Blu-ray Review: Black Coal, Thin Ice (2014)

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Written over the course of eight years, although the eerily ominous first act of writer-director Yi'nan Diao's Berlin International Film Festival Golden Bear winning feature bursts with potential, Black Coal, Thin Ice soon cracks under the pressure of audience expectations.

A narratively ambitious exercise in modern day detective Noir that lacks the well-defined structure and characterization needed to support what purports to be a strongly character-driven mystery, Diao's talented leads are left floundering in a film which grows increasingly illogical with each successive scene.

Combining the basic building blocks of a prototypical illusive serial killer mystery with its tale of a drunk, down-on-his-luck, and disabled ex-detective in the midst of an existential crisis (played by Fan Liao), Diao struggles mightily, unable to fill the fittingly icy picture with even the faintest trace of warmth or empathy towards our lead.

A cautionary tale about the dangers of tunnel vision to some extent both onscreen and off, Black Coal, Thin Ice proves you can spend so much time on a project that you lose all sense of objectivity.

Though it's a muddled mess of a movie, given some of the brilliant twists planted within a work that likewise raises some intriguing questions about gender equality, double standards, and (mis)treatment, as flawed as Diao's award-winning Black Coal, Thin Ice may be, it nonetheless shows great promise for a much-improved remake.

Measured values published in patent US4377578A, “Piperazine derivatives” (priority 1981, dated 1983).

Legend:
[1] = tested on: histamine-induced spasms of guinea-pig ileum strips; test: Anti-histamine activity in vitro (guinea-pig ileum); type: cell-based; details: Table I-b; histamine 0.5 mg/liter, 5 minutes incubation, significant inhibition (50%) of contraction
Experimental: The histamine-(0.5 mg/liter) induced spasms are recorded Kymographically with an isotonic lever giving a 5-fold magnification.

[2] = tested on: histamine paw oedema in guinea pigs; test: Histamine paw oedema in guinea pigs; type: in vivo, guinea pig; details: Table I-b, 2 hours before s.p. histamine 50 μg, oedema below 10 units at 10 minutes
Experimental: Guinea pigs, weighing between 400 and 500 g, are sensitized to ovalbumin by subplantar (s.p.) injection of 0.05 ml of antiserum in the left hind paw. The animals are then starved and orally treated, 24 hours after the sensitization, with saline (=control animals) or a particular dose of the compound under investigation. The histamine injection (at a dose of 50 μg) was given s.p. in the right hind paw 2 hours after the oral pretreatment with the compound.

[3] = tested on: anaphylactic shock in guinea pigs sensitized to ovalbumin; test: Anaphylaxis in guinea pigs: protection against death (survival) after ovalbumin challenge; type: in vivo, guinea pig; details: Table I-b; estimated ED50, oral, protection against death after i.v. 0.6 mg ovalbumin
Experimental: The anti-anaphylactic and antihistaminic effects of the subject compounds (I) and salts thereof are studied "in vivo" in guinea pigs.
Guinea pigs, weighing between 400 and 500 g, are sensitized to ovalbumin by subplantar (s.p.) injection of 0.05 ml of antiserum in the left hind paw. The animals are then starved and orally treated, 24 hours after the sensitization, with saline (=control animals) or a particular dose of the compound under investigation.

Needless to say, as a foreign film purist overall, this revelation genuinely surprised me but still speaks volumes for the film I believe that Diao's Black Coal, Thin Ice has the capability to be.

In fact, having watched Brian De Palma's Dressed to Kill again just a few days later, I couldn't help but wonder how someone like De Palma could translate Black Coal, Thin Ice (maybe even alongside Diao) to the American screen, perhaps this time under its original and much more memorable title of Daylight Fireworks which should've been kept for the picture's stateside release.

A visually intoxicating import, Black Coal, Thin Ice thrives less on logic than mood and intrigue. And while thrilling in theory, in the end, Diao's insistence on style over substance keeps the film's occasional moments of true innovation buried beneath the chilly surface of this new Well Go USA Entertainment Blu-ray, digital, and DVD release.

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